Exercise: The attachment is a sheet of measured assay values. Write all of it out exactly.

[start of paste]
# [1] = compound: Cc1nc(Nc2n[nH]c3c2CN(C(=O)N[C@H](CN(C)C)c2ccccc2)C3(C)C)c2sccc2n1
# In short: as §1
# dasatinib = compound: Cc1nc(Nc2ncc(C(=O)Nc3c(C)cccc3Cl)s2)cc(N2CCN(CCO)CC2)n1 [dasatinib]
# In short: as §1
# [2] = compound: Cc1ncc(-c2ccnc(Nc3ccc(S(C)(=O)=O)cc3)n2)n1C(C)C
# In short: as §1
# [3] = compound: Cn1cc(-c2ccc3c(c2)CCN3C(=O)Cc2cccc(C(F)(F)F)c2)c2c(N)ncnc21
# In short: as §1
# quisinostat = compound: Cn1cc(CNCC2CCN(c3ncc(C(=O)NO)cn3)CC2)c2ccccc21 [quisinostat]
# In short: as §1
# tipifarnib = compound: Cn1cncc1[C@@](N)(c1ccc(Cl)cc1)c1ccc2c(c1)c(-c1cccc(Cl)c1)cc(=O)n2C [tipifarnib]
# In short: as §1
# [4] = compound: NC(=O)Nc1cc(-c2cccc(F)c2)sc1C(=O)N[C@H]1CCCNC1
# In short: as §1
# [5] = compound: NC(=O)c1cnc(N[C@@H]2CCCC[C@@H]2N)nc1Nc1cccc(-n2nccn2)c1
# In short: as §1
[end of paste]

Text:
# [1] = compound: Cc1nc(Nc2n[nH]c3c2CN(C(=O)N[C@H](CN(C)C)c2ccccc2)C3(C)C)c2sccc2n1
# In short: as §1
# dasatinib = compound: Cc1nc(Nc2ncc(C(=O)Nc3c(C)cccc3Cl)s2)cc(N2CCN(CCO)CC2)n1 [dasatinib]
# In short: as §1
# [2] = compound: Cc1ncc(-c2ccnc(Nc3ccc(S(C)(=O)=O)cc3)n2)n1C(C)C
# In short: as §1
# [3] = compound: Cn1cc(-c2ccc3c(c2)CCN3C(=O)Cc2cccc(C(F)(F)F)c2)c2c(N)ncnc21
# In short: as §1
# quisinostat = compound: Cn1cc(CNCC2CCN(c3ncc(C(=O)NO)cn3)CC2)c2ccccc21 [quisinostat]
# In short: as §1
# tipifarnib = compound: Cn1cncc1[C@@](N)(c1ccc(Cl)cc1)c1ccc2c(c1)c(-c1cccc(Cl)c1)cc(=O)n2C [tipifarnib]
# In short: as §1
# [4] = compound: NC(=O)Nc1cc(-c2cccc(F)c2)sc1C(=O)N[C@H]1CCCNC1
# In short: as §1
# [5] = compound: NC(=O)c1cnc(N[C@@H]2CCCC[C@@H]2N)nc1Nc1cccc(-n2nccn2)c1
# In short: as §1